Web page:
Last Episode : My Neighbour Savita And The Day I Grew Up

The story about a village where women where scarce due to infanticide and foeticide – about a woman who is abandoned and abandoned once again.

 

This is part two of the story where a woman narrates her experience of being in a village with almost no women. It is loosely based on true events.

You can read the previous parts here: PART 1, PART 2.

Heer Khant

She began crying hysterically on hearing the news, she said that only if this news had come a day earlier, she wouldn’t have been thrown out of the house like that. I looked at her puzzled. Had she no self respect? I wondered.

My father said that there was no need to attend the panchayat as legally we weren’t doing anything wrong. We left from our place like thieves and only five minutes later, we were treated like prisoners.

A group of young men from our village made a human barricade and blocked our way. They held hockey sticks and knives in their hands and seemed extremely willing to use that on us. We had to attend the panchayat. We had to do as the villagers please.

Savita’s family was already present. His father eyed Savita with venom-filled eyes. Savita, as if she was ashamed looked at the ground.

“How dare you abduct someone’s else’s wife, Kishore?” The sarpanch asked my father. When my father told him what exactly had happened, he looked at Savita’s family for an explanation who were quick to accuse her of being barren and of having hidden the truth of her first marriage from her family, ‘justifying’ their stand. They said they would rather die than take Savita back. They said it was not about her being barren but about ‘ethics’ and ‘morality’.

The sarpanch was silent for two minutes. Then, he looked at me. I knew what he was going to say next. I wasn’t going to marry his son. No matter what.

Dad and the sarpanch got into a huge argument. I felt that this was going to end into fight just when I heard a police van come our way. I breathed a sigh of relief. My father, had an excellent foresight, we were saved.

“But wait. What about Savita?”, I asked my father. He said that she was going to come with us. Savita looked up. For the first time she spoke something. She told the people that she was pregnant, she murmured.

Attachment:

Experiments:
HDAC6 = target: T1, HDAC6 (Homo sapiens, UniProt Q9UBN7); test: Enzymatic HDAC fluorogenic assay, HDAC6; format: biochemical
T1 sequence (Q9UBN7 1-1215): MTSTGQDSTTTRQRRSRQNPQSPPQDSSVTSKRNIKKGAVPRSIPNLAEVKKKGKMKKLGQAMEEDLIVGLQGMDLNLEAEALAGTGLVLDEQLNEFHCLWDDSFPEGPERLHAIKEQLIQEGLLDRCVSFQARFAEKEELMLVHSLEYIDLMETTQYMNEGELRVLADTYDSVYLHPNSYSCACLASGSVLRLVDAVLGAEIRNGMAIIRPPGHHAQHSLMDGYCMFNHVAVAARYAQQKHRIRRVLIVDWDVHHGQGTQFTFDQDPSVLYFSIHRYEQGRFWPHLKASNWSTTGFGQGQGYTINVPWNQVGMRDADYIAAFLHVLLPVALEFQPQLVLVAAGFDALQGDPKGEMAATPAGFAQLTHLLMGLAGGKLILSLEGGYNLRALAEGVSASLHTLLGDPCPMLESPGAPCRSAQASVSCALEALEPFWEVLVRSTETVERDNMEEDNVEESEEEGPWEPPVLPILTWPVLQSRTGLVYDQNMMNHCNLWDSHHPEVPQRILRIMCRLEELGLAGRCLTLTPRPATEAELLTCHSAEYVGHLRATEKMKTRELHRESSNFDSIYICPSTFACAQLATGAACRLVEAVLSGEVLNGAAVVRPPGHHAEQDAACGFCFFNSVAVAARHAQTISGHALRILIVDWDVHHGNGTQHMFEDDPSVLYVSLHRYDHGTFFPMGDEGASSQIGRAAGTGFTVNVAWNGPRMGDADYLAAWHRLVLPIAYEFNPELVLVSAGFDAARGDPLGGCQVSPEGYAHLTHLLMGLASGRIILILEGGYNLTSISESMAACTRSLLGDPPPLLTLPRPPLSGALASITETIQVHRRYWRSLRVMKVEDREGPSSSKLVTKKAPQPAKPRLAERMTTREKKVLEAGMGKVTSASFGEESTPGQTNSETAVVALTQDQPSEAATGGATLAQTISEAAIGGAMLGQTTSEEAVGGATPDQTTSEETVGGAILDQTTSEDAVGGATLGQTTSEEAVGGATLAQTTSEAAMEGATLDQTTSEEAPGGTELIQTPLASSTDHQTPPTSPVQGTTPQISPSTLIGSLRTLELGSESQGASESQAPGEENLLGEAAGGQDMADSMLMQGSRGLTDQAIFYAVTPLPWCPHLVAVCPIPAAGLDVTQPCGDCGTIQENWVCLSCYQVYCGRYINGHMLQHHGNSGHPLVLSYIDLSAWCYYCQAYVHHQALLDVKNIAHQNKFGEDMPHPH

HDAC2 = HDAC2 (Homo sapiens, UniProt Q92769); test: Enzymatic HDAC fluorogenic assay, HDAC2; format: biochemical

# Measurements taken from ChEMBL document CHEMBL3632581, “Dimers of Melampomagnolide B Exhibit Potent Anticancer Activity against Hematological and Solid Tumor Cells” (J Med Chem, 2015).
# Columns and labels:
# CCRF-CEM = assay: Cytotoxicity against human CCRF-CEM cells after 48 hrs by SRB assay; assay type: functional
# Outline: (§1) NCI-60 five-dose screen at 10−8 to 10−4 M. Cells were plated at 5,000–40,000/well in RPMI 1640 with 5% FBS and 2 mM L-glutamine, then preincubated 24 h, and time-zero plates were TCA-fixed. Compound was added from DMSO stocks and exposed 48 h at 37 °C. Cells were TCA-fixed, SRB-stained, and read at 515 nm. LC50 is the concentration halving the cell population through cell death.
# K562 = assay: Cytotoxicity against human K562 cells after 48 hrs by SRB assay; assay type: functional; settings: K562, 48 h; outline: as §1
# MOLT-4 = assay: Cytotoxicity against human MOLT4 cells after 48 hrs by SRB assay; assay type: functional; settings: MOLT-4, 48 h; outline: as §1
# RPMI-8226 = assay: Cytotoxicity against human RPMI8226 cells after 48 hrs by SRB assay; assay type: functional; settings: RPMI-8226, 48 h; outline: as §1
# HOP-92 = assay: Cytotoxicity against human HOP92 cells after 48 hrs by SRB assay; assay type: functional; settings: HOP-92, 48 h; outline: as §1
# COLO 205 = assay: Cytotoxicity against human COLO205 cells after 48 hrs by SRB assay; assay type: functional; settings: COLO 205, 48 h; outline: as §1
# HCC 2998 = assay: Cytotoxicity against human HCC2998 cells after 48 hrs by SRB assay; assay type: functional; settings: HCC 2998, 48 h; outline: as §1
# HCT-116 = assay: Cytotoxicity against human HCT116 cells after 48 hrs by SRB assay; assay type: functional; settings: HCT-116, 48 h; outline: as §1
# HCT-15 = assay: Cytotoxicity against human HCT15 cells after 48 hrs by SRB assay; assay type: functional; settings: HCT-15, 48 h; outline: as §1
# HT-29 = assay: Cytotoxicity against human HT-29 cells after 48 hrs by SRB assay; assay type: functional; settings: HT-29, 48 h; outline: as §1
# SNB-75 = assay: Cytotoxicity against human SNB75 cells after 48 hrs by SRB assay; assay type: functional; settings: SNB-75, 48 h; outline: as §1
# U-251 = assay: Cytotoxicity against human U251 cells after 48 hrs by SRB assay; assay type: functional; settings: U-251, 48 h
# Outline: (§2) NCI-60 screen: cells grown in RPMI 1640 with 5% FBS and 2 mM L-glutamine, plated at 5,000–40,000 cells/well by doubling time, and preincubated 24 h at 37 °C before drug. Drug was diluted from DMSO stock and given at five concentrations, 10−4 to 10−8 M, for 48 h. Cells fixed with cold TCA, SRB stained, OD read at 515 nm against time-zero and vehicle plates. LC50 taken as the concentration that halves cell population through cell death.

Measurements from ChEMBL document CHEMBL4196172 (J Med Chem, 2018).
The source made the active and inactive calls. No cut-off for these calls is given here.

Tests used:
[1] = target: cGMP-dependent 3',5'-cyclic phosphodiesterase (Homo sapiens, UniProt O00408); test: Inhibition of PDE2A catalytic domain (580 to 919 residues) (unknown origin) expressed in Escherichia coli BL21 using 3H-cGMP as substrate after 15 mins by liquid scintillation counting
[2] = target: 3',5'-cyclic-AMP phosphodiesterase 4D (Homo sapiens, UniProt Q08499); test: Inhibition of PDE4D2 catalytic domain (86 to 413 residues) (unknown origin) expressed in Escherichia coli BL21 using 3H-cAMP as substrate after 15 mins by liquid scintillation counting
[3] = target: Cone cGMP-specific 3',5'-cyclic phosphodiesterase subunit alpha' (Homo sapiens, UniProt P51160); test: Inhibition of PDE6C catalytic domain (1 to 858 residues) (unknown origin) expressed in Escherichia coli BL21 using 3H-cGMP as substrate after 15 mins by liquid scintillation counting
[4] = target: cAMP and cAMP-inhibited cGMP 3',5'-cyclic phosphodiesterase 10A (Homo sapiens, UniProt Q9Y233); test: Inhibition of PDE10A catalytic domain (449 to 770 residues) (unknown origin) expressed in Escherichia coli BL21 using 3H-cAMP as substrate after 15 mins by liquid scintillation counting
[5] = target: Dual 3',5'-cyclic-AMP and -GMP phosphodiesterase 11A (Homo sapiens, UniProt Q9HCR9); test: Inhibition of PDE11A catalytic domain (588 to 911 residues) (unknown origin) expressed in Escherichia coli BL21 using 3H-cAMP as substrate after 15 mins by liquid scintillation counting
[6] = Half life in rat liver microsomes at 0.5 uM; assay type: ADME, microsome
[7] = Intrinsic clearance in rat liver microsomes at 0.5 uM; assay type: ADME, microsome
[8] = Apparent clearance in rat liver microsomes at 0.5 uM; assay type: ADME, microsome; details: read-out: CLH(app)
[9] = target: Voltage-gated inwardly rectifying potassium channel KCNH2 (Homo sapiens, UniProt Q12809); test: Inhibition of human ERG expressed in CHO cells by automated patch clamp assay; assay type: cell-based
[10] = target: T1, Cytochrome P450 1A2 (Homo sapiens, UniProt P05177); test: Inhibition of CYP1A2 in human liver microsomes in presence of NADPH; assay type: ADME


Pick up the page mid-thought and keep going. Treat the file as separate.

Her husband got up. He was overjoyed. In under a minute he told the sarpanch that it was a ‘normal fight between a husband and a wife’ and now he would like to go him with his wife Savita. I was aghast. So were my parents.

Rajesh’s parents also nodded in agreement with their son. These were the same people who had a while ago said that they would die rather than take Savita back. But what shocked me more was Savita’s behaviour. She smiled and readily agreed to go back to the same people who had been so abusive with her!

The police officer asked Savita if she would like to press charges against her husband and their family because they had been harassing her. She shaked her head, indicating a no. I stood there dumbfounded. I couldn’t believe what had just happened.

Expecting something like this to happen, dad motioned me to get into the back of the police jeep so that we could be escorted out of that village. We were going to live at our uncle’s home in town until my father sold the village property and made a new living. Today, we are doing fine, I will soon finish my degree and get a job.

That day, when we left our village forever, I looked back at Savita…one last time. Then I never looked back again.

Concluded.

Photo: Flick River

Heer Khant
Heer Khant

Traveller | Writer | Photographer | Maverick | Social Worker | Lawyer | A freedom-loving woman for whom words are like wings to her soul. She believes in aliens, hates boundaries and lives like the first human on Earth.

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